August 8th, 2018 | By Nick Sargen
One of the most controversial issues in public policy relates to the role of government regulation of the economy. This is an area in which many businesses have expressed frustrations over the past two decades. In a speech to the Economic Club of New York shortly before the November 2016 elections, Donald Trump mentioned that he frequently asks CEOs what they would pick if forced to choose between tax cuts or diminished regulations. According to him, nine out of ten executives would opt to have fewer regulations. The reason: Companies can hire tax experts to navigate their way around the tax code, but it is more difficult to circumvent regulations.
The regulatory burden is especially problematic for small businesses, because the rules cause them to incur fixed costs, and the scale of operations is much smaller than for larger firms. For example, a study by Nicole Crain and Mark Crain of Lafayette College estimates the cost per employee of complying with federal regulations at $10.6 thousand for businesses with fewer than 20 employees compared with $7.8 thousand for those with more than 500 workers.2 The researchers also contend that government regulations make small business less competitive against foreign firms.
Nor does the United States fare well when compared with many industrialized nations. A study by the Organization for Economic Cooperation and Development (OECD) undertaken a decade ago found the U.S. barriers had higher regulatory barriers to entrepreneurship, greater administrative burdens on small business owners, and higher barriers to competition than a number of other industrialized countries. An article in The Economist titled “Over-regulated America” (February 18, 2012) made the following observation:
“Americans love to laugh at ridiculous regulations…But the red tape in America is no laughing matter… America is meant to be home to laissez-faire. Unlike Europeans, whose lives have long been circumscribed by meddling governments and diktats from Brussels, Americans are supposed to be free to choose for better or worse. Yet for some time Americans have been straying from the ideal.”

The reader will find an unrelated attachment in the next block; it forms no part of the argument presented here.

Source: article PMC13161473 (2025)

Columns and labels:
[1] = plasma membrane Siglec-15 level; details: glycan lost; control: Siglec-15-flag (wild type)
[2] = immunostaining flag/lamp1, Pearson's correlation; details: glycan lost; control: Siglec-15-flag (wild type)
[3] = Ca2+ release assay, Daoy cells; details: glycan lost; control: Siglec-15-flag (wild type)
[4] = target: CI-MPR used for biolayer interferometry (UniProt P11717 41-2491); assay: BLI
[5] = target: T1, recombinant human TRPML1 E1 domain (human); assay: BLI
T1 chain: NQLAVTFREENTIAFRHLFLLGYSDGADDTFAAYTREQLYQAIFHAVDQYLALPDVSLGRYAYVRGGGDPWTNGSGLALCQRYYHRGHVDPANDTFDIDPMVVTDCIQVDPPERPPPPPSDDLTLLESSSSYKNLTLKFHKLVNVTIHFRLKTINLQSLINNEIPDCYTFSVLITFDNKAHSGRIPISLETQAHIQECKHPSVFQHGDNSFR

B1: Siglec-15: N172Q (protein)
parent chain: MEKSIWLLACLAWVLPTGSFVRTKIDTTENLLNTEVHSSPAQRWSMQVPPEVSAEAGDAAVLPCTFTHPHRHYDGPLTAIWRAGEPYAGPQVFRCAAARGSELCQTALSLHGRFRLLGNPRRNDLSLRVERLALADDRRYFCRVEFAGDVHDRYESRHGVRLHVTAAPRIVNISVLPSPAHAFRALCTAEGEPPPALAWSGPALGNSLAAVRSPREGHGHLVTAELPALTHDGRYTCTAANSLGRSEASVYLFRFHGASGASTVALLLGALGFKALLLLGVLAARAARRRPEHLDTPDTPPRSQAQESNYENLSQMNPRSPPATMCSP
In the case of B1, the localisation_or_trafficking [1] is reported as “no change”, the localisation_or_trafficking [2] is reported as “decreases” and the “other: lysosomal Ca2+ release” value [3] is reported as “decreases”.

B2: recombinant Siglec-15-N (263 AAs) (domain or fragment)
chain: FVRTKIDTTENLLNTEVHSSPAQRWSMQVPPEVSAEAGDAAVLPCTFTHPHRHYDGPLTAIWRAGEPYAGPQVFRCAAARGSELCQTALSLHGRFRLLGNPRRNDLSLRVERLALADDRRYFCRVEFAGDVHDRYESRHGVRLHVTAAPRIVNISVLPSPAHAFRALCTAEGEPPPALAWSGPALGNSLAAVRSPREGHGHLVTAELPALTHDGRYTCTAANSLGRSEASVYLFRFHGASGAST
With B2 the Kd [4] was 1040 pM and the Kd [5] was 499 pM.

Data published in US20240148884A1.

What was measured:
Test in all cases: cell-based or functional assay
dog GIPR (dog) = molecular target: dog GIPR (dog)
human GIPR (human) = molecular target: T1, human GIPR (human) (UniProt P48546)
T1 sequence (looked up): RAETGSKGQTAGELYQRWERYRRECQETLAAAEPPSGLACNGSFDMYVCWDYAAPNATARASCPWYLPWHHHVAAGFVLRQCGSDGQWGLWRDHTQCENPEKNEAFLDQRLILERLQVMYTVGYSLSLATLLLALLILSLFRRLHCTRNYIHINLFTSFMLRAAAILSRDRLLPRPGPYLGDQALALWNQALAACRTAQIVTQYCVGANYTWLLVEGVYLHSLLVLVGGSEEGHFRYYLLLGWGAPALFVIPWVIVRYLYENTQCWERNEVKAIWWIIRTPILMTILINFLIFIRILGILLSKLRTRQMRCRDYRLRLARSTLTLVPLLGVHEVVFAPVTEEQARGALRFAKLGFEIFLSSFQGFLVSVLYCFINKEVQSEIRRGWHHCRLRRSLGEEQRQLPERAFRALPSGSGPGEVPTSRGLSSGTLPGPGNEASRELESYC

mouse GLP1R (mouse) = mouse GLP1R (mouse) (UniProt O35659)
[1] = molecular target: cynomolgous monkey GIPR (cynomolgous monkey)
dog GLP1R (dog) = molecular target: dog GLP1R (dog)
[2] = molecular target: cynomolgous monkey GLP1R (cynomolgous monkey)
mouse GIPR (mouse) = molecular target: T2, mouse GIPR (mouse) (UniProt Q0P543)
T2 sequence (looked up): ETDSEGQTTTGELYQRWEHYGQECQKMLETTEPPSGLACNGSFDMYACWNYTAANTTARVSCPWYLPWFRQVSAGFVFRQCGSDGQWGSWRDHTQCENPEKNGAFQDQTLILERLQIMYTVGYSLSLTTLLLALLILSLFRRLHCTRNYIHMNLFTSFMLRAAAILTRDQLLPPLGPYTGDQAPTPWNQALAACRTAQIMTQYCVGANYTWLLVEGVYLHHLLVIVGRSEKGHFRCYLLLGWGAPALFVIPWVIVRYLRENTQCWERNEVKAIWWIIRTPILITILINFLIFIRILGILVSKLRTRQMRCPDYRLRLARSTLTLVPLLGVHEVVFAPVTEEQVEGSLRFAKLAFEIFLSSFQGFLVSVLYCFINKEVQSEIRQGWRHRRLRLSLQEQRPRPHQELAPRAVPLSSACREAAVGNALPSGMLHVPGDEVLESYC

This begs the question about how costly regulations are for the economy as a whole. The problem is no one really knows. The federal government is not required to track regulatory costs, and most empirical studies have focused on a narrow set of industries. Federal agencies are only required to conduct cost-benefit analyses on rules deemed “economically significant,” which are defined as having an annual effect on the economy of at least $100 million. The Congressional Research Service, therefore, has warned that it is inherently difficult to estimate the total cost of regulations and that estimates “should be used with a great deal of caution”.3
What is clear is the Trump administration is serious about reducing regulatory burdens businesses face. It has done so by instituting a freeze that has slowed the number of new regulations considerably and by reinterpreting existing statutes to be more favorable to business than during the Obama administration. The Trump administration, in turn, has touted its pro-business stance as having contributed to the acceleration in economic growth over the past year to a 3% annual rate from 2% previously.
Most economic analyses have credited the changes in tax legislation that were enacted at the end of 2017 rather than deregulation for this outcome. The consensus view, for example, is the stimulus from corporate and personal tax cuts were front-end loaded and will add the equivalent of 1% to 1.3% of GDP this year. By comparison, the impact on the economy over the long-term is estimated to be 0.1%-0.2% per annum, compared with 0.5% by the Trump administration.